From the New York Times:
‘The Social Contract Is Broken’: Inequality Becomes Deadly in Mexico
By MAX FISHER and AMANDA TAUB SEPT. 30, 2017
MONTERREY, Mexico — Viewed from above, greater Monterrey, with its corporate headquarters and golf resorts, appears as one city stretching between the mountains that surround it.
Closer up, though, it becomes clear that invisible walls enclose Monterrey’s wealthy core, creating a dividing line between its four million residents. For the people within those invisible walls, government is responsive and crime low. Those outside face rising murder rates, corruption and, activists say, police brutality. …
As Mexico descends into its most violent year on record and the state proves incapable of responding, those with resources are taking matters into their own hands. Landowners, businesses and the rich are buying security by means legal and not.
Any social compact is built in part on the agreement that security is a public good, shared and maintained by all. As Mexico’s rich effectively withdraw, the implicit arrangements that hold society together are breaking down.
One question I can’t answer is whether anything much is actually changing in Mexico. Newspapers like to phrase everything as a Trend, but often the most valuable articles are about enduring differences.
The Mexico described in this article as coming into being sounds much like the Mexico described in NYT Mexico correspondent Alan Riding’s 1986 book Distant Neighbors.
On the other hand, my impression is that I don’t remember seeing machine guns on trips to Mexico in the 1960s through the 1980s, but when I visited again in 1996, there seemed to be security guards with AK-47s all over the place.
I suspect Mexico got scarier during the Salinas Administration (1988-1994), which did the NAFTA deal with the elder Bush Administration. At some point, Mexico took over from Colombia as the chief shipper of drugs into the United States. The death of Pablo Escobar in Colombia in December 1993 seems like a reasonable milestone in dating when Mexico becoming a narco state.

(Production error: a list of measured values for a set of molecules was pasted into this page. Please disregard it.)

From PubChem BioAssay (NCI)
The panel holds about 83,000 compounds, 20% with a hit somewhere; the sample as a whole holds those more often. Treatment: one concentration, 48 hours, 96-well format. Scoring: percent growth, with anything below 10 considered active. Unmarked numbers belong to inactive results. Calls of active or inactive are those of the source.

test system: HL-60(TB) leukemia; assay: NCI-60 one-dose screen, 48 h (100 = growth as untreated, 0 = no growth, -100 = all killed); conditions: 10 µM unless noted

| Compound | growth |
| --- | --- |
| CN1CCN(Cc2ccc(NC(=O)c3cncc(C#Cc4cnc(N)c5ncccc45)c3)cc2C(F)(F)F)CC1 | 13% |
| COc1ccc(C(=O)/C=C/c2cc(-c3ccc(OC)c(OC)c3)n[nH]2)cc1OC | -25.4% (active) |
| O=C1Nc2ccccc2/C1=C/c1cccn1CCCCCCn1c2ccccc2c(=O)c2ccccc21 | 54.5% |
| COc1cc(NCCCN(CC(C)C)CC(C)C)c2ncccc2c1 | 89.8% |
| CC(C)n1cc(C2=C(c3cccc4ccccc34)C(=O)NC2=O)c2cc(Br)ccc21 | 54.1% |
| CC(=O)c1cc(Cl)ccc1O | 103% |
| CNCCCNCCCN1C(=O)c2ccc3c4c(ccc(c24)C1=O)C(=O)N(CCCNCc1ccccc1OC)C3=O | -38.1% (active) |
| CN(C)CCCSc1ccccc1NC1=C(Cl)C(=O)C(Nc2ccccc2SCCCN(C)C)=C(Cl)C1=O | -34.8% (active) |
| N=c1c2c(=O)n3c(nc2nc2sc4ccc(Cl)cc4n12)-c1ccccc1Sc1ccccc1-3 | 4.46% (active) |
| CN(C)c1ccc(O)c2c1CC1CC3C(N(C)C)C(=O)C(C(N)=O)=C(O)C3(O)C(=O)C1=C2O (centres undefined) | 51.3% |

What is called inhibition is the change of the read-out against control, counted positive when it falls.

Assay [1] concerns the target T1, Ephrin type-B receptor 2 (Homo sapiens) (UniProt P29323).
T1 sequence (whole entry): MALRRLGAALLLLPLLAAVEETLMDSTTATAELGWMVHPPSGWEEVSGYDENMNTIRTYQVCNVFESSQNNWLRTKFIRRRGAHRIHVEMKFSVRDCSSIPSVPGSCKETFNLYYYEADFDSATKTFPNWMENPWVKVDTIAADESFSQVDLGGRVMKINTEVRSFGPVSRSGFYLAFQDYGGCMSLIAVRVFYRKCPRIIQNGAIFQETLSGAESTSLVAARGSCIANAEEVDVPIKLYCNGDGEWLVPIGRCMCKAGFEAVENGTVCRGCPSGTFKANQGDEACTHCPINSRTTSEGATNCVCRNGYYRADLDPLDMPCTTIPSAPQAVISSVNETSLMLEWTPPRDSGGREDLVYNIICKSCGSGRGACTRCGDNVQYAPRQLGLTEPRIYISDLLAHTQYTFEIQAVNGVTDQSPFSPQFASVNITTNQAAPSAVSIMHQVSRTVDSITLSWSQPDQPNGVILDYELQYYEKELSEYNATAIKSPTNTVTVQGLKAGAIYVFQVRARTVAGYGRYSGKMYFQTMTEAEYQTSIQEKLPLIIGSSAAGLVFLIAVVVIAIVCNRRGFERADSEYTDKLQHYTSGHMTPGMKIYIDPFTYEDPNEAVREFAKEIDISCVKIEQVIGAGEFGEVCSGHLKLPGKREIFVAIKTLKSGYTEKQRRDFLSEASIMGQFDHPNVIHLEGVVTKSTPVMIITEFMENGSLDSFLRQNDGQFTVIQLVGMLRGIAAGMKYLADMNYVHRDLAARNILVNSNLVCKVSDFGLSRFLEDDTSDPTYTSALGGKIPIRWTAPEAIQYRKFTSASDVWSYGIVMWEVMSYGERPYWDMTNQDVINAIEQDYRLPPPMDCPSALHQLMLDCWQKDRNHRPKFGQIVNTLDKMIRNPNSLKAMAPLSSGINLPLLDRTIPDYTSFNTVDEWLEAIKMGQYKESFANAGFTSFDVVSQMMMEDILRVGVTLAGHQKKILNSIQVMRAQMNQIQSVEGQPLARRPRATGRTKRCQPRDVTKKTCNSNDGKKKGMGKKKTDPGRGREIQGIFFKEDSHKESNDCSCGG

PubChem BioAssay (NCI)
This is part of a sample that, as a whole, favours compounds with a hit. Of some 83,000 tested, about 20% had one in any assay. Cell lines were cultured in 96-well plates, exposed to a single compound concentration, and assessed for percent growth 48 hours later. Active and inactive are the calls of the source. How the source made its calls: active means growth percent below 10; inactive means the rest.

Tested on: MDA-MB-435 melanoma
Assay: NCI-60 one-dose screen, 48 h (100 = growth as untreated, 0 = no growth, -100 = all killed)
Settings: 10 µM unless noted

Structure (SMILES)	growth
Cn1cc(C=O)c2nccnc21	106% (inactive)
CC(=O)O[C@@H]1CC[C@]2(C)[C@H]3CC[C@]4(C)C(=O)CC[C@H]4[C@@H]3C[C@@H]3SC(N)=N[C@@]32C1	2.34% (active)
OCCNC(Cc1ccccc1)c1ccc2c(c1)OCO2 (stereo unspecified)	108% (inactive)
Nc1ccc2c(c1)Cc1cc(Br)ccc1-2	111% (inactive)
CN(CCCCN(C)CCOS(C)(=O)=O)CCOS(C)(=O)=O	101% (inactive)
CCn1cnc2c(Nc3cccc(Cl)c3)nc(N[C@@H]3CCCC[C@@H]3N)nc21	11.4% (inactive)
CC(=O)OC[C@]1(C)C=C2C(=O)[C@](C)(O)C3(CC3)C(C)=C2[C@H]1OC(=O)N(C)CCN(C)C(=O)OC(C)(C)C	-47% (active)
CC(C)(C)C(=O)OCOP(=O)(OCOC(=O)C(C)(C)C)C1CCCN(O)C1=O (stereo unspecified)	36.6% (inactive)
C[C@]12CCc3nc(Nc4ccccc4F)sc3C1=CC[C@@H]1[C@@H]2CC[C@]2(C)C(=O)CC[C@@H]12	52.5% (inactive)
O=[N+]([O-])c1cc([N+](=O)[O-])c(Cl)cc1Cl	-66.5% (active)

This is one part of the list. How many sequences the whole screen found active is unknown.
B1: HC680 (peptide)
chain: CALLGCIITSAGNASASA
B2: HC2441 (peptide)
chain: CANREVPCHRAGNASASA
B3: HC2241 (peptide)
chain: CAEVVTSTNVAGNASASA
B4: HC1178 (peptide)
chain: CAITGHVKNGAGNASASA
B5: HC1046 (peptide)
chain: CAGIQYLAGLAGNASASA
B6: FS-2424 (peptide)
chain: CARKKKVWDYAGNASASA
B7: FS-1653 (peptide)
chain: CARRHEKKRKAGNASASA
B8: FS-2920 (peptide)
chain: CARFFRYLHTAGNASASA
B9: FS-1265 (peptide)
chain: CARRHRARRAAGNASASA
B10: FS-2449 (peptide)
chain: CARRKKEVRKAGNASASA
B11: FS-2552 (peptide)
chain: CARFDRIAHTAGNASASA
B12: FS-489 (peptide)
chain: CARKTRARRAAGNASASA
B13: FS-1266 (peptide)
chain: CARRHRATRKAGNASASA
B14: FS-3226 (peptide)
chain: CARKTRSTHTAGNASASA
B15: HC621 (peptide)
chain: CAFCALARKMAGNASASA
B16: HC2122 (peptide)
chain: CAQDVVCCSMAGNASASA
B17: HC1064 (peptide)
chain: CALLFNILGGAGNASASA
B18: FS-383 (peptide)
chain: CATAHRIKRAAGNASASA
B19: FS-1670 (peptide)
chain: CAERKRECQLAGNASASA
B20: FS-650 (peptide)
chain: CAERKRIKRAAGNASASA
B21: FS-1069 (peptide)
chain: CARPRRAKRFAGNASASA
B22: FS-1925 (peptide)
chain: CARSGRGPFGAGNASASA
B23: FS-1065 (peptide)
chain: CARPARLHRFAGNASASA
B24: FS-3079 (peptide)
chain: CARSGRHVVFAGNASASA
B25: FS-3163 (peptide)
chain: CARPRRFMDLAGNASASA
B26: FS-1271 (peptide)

One interesting question I’ve seldom seen addressed is whether there was any connection between Mexico taking over the cocaine business and the warmer American-Mexico relations between Bush and Salinas. George H.W. Bush had long done oil business in Mexico using a frontman to get around the statutory prohibition on gringos in Mexico’s oil business. My impression is that the main goal of the Bushes, from George H.W. to Jeb, was to cut down the barriers separating business in America and Mexico.
The timeline of events during the Salinas years is lurid but incoherent: e.g., a cardinal is murdered at the airport, the ruling party’s candidate to succeed Salinas is murdered, the chairman of the ruling party, who used to be Salinas’s brother-in-law is murdered.
Though the effects are subtle, they are everywhere. The rise of vigilantism, criminal impunity, police corruption and state weakness can all be traced in part to this growing security inequality.
In Juárez, neighbors would once come together against common challenges like crime or a corrupt police officer, but now, Mr. Salas said, “there is a culture of not participating, of not caring, of silence.”
As the war on drugs fractured large cartels in recent years, smaller and more predatory groups rose in their place. Extortions and kidnappings spiked, targeting not just businesses and the rich but also middle-class workers.
In response, those who could afford it enlisted private security to do what the state could not.
Between 2013 and 2015, the number of private security companies nearly tripled, according to government statistics. Industry analysts believe the real number, including unregistered firms, may be several times higher.
The shift may be worsening Mexico’s notoriously ineffective justice system, which secures convictions for only a tiny fraction of crimes. Armed guards can prevent a murder but they cannot investigate one, much less roll up a local cartel.
Riding’s 1986 book described a chaos of overlapping police agencies, with something like an average of five different police departments theoretically responsible for the typical neighborhood, and sergeants auctioning off the really lucrative corners, where flatfoots were allowed to take down the traffic signs to gin up more business. So 1986 was more nominally statist than 2017: most guys working in security back then were nominally on the public payroll. But the reality was that a policeman’s wages were too low then to support your family unless you undertook to augment them entrepreneurially.
Riding estimated that some ridiculous fraction of working class Mexican men, such as 20%, had been cops at one point or another in their lives. Every cop is a criminal and all the sinners saints. Life in Mexico sounded like the opening of Borges’ “The Lottery in Babylon:”
Like all the men of Babylon, I have been proconsul; like all, I have been a slave. I have known omnipotence, ignominy, imprisonment.